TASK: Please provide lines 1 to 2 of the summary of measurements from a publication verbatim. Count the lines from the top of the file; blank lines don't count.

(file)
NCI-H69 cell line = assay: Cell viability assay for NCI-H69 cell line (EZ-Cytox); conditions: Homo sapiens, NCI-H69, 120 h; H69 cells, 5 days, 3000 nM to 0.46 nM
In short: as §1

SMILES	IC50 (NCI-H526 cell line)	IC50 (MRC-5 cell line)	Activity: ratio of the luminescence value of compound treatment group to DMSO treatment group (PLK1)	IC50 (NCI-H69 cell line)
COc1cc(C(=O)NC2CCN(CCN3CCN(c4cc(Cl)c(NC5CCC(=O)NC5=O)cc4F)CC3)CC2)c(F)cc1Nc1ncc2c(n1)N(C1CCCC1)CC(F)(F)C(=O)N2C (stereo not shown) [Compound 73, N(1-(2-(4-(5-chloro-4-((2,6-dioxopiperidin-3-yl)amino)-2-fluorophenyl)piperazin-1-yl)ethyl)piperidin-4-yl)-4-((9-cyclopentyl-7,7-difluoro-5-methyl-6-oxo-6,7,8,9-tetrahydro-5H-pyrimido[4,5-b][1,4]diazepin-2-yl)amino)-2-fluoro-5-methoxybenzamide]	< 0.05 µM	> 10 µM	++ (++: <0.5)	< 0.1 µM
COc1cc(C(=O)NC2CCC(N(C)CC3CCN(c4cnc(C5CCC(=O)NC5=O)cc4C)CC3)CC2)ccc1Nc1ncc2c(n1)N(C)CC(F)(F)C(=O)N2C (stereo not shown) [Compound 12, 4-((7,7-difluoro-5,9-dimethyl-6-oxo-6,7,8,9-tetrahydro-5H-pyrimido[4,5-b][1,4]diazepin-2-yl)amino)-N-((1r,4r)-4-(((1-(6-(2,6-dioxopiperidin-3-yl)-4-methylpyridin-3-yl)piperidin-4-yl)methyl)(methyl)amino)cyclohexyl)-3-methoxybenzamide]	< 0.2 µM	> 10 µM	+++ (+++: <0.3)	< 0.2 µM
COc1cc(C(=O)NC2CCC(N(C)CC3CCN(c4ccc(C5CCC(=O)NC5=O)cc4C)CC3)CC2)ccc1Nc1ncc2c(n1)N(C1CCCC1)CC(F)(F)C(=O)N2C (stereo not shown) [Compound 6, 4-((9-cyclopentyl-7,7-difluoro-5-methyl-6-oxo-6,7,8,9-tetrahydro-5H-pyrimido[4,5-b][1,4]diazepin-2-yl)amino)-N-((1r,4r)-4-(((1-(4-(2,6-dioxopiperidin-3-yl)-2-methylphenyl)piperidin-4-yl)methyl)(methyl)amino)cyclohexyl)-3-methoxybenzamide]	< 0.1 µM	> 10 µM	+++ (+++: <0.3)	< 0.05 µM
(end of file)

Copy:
NCI-H69 cell line = assay: Cell viability assay for NCI-H69 cell line (EZ-Cytox); conditions: Homo sapiens, NCI-H69, 120 h; H69 cells, 5 days, 3000 nM to 0.46 nM
In short: as §1